Clover church helps kids learn joy of giving at Christmas

jbecknell@enquirerherald.comDecember 17, 2013 

— Chris Wilson helped an elated 5-year-old girl navigate the aisles of the Family Dollar store in Clover on Saturday morning, choosing Christmas gifts for her siblings and her mom.

Wilson and many other adults trailed after young charges as they shopped, asking questions and making suggestions. For many of the children, the chance to buy gifts for others was a new experience.

The children deliberated over sippy cups and socks for young siblings, toy trucks and dolls for older siblings and jewelry, toiletries and other personal items for parents and grandparents.

“It’s wonderful. I think this is what Christmas is about, making someone else happy,” said Wilson, who shopped for her charge with the help of her daughter, Victoria.

The United Methodist Men of Clover’s First United Methodist Church invited 30 needy children, referred to the group by Clover School District social workers, to a day of shopping for family members, gift wrapping, Christmas songs and the biblical story of Christmas on Saturday.

The day ended with a surprise for each of the children.

Member Ben Montgomery started the annual program in 1996, after moving to Clover from Charlotte, where he had launched the program 40 years ago with another Methodist church.

“It all grew out of giving kids a chance to give gifts, to let them experience the joy of giving, instead of receiving,” Montgomery said. “Most of these children have never given a gift.”

Dennis Cameron, president of the men’s group at Clover UMC, said the group invites 30 needy children every year. Clover school social workers help the group identify the children and provide clothing and shoe sizes.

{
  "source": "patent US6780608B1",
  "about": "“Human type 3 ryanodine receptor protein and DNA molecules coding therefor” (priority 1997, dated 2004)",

After a breakfast of biscuits, gravy and chocolate milk, each child had his or her picture taken with Santa.

Then each child received $30 in cash to purchase gifts for family members at the nearby Family Dollar store. Each child was accompanied to the store by one or more church members who helped them choose and pay for the gifts.

After shopping, the group returned to the church and the children wrapped the gifts with the help of their sponsors.

Lofton Livingston, 10, who helped a 5-year-old boy choose gifts with the help of Lofton’s dad and sister, said he enjoyed the trip. “It’s a good thing to do,” said Lofton.

Lofton walked through Family Dollar with his hands resting protectively on the shoulders of his charge. “He started out really shy,” Lofton said. “Once he got to know us, he is really fun.”

Ian Telford helped another 5-year-old boy choose and wrap gifts. “It’s a fantastic experience to help these children who are doing what they can to give their family a good Christmas,” he said.

Allen Fuller, a first-year participant in the ministry, was busy helping an 11-year-old girl pick out gifts for her siblings, mother, aunt and uncle and cousins. “It’s a great time of year to help others,” he said.

Montgomery said the men’s group raises money all year for the ministry, which costs about $3,000. He said about a third of the church participates in one form or another.

After a visit to the church sanctuary, where the children sang Christmas carols and heard the story of Jesus’ birth, each child received a package of gifts, including new shoes, a sweatshirt, books, candy and some toys.

The children also receive food and fruit for their families.

Volunteers helped the children try on the shoes and Cameron said the group would exchange those that don’t fit for the appropriate sizes. Cameron said only 19 children were able to come to the event, but the gifts would be delivered to schools for those who could not attend.

Montgomery said giving is more fun than getting at Christmas, and the children learn to experience that joy. “It’s a great ministry; I love it,” he said. “It’s as much fun for the sponsors as it is for the kids.”

Jennifer Becknell •  803-329-4077

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